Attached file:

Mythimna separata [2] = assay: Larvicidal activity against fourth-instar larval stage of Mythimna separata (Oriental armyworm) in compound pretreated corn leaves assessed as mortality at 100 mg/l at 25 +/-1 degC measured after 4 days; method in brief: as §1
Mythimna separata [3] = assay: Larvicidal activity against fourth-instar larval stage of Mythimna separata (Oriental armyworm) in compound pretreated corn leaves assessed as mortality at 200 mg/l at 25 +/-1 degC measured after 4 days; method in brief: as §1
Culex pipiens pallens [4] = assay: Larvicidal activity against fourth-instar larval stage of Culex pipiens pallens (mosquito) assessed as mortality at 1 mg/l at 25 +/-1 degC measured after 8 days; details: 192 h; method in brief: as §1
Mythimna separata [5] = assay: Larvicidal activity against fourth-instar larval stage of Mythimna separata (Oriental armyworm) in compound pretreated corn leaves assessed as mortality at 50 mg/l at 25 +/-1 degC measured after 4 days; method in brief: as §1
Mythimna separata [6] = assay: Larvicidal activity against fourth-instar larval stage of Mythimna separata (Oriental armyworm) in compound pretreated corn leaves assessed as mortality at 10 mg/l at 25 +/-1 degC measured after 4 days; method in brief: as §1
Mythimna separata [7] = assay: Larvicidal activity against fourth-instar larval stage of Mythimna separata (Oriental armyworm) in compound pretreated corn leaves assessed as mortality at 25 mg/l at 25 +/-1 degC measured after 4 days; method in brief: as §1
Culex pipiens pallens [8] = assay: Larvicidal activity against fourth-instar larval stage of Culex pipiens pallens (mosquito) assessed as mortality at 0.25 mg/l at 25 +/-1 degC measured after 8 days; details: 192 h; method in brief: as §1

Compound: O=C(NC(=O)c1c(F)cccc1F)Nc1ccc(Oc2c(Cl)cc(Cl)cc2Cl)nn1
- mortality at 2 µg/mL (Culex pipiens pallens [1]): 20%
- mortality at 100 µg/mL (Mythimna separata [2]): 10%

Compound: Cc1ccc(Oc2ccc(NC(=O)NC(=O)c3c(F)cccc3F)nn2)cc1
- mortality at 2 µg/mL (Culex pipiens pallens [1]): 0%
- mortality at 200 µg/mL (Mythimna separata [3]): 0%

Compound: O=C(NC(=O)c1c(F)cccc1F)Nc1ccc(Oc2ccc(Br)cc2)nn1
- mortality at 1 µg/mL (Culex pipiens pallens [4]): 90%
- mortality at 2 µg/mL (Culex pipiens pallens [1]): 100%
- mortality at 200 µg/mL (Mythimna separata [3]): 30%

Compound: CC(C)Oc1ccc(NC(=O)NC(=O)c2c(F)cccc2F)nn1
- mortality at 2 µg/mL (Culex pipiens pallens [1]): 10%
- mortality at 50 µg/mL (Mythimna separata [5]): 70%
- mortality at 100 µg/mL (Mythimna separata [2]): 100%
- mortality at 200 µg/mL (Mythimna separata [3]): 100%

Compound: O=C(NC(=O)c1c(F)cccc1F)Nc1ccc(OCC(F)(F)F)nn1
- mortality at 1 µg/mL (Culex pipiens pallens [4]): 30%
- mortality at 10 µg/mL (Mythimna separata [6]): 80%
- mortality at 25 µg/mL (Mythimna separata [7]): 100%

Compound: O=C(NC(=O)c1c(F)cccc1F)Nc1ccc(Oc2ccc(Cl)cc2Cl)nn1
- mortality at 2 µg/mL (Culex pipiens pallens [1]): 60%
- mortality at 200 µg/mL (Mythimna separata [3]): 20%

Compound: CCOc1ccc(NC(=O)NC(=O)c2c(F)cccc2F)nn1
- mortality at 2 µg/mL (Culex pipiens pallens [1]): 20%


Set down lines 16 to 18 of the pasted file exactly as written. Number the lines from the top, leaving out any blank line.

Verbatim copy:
- mortality at 2 µg/mL (Culex pipiens pallens [1]): 100%
- mortality at 200 µg/mL (Mythimna separata [3]): 30%

Compound: CC(C)Oc1ccc(NC(=O)NC(=O)c2c(F)cccc2F)nn1